There are many different criteria that can be used to assess the state of a political regime. One, if not the most important criterion is whether the regime respects and actively protects the fundamental human rights of its subjects. Women’s rights are human rights. Women, like men, have a human right to pursue happiness. Like men, they have the right to physical and mental self-determination, to decide for themselves who and what they want to become and what kind of life they want to lead. The right to self-determination includes the right to make life-defining decisions such as choosing a partner and whether or not to have children. And a woman also exercises her freedom of self-determination when she chooses what job she wants to do or decides what to do with her free time and how to dress when she goes out.
No country has a perfect human rights record. Autocratic systems systematically and blatantly violate human rights. They have a strikingly masculine and misogynist character: they tend to restrict women’s rights far and wide and impose binding regulations on women in society. Of all the autocratic regimes that trample on women’s rights, one of the most brutal ones is that of Iran. Its so-called “morality police” is responsible for the violent death of twenty-two-year-old Mahsa Amini (known as Jina in Kurdish). In September, the young woman, who was visiting relatives in Tehran from the Kurdish region, was taken into custody by police for improperly wearing a headscarf. According to witnesses, she was then assaulted in a manner that caused her death. This sparked a series of mass protests held under the slogan “Women, Life, Liberty” in well over a hundred municipalities in Iran. The events, inspired by women and led primarily by women, quickly turned into a general wave of protests against social oppression (acute wealth inequality, unequal access to health care, unjust restrictions on freedom, etc.).
Unlike the Iranian government, Putin’s Russian regime did not, in the past, use daily repression. But the introduction of “partial mobilisation” has prompted more than half a million conscripted men to leave the country. Putin’s order has also mobilised women as wives, girlfriends, sisters and mothers who have protested on the streets of Moscow, Novosibirsk and many other cities against the war, the draft and other restrictions on freedom. Protesters exercising their freedom of speech and assembly have been treated by the Russian autocracy in the same way as protesters in Iran: they face arrest, police abuse, coercion, unfair trial, imprisonment, and other reprisals, coupled with escalating censorship and loud propaganda.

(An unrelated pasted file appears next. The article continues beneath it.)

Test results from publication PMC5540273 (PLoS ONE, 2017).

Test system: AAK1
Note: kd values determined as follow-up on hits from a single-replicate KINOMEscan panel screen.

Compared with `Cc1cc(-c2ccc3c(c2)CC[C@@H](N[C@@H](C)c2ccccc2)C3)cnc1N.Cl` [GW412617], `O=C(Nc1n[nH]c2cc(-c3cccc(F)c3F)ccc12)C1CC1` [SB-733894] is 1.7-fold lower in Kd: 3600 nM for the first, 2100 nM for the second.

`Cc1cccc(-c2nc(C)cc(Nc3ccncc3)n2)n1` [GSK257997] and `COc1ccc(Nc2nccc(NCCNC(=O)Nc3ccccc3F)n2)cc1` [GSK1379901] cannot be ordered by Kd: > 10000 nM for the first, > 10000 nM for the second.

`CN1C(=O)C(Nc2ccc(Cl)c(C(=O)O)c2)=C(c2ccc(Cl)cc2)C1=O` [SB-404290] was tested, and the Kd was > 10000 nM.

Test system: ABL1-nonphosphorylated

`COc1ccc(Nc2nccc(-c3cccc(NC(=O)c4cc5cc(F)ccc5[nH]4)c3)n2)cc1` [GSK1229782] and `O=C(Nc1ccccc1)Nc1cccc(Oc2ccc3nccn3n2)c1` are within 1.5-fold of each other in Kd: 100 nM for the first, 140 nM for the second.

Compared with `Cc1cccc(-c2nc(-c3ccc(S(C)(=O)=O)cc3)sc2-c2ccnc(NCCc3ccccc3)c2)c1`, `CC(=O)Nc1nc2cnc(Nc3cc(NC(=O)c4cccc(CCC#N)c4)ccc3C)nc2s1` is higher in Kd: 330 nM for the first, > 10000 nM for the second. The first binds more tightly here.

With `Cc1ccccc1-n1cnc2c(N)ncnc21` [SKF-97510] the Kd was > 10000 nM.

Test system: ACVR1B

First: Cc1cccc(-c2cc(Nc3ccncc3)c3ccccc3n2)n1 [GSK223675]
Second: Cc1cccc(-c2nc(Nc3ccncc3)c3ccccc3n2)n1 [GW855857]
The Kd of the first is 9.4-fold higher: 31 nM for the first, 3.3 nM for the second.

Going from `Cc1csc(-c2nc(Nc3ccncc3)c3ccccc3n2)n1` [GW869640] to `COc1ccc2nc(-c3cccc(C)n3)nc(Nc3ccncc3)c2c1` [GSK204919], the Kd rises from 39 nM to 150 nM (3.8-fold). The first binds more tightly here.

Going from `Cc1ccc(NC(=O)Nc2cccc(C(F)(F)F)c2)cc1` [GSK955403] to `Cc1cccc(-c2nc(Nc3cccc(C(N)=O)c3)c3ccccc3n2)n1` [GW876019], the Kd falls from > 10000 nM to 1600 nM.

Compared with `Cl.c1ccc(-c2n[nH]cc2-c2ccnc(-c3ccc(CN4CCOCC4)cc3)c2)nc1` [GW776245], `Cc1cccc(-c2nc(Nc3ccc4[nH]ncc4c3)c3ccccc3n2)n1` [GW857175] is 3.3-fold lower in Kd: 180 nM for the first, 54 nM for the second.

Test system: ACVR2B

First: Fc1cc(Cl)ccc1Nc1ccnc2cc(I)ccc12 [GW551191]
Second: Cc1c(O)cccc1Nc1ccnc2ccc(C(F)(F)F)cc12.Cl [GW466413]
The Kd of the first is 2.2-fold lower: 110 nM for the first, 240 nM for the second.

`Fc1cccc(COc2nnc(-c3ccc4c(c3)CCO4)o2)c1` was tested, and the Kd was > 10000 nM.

There has been a history of failed Russian military aggression, against which women have vigorously protested. In the 1990s, human rights activist Maria Kirbasova was decisive in ending the first Chechen war by founding the Committee of Military Women of Russia. Members and supporters of the commission, which opposed the war from the outset, held vigils in Red Square for the Chechen people who had fallen and spent weeks in the Chechen military zone bargaining with Russian military leaders to save thousands of conscripted soldiers from death. It is worth recalling the march from Moscow to Grozny, where soldiers’ wives, holding in their hands banners reading “The Chechen war is a disgrace” and similar slogans, demanded an end to the war. Earlier still, Soviet military propaganda and morale in Afghanistan was adversely affected by the fact that women had drawn public attention to the habit of bullying (dedovchina) new recruits into the Russian army.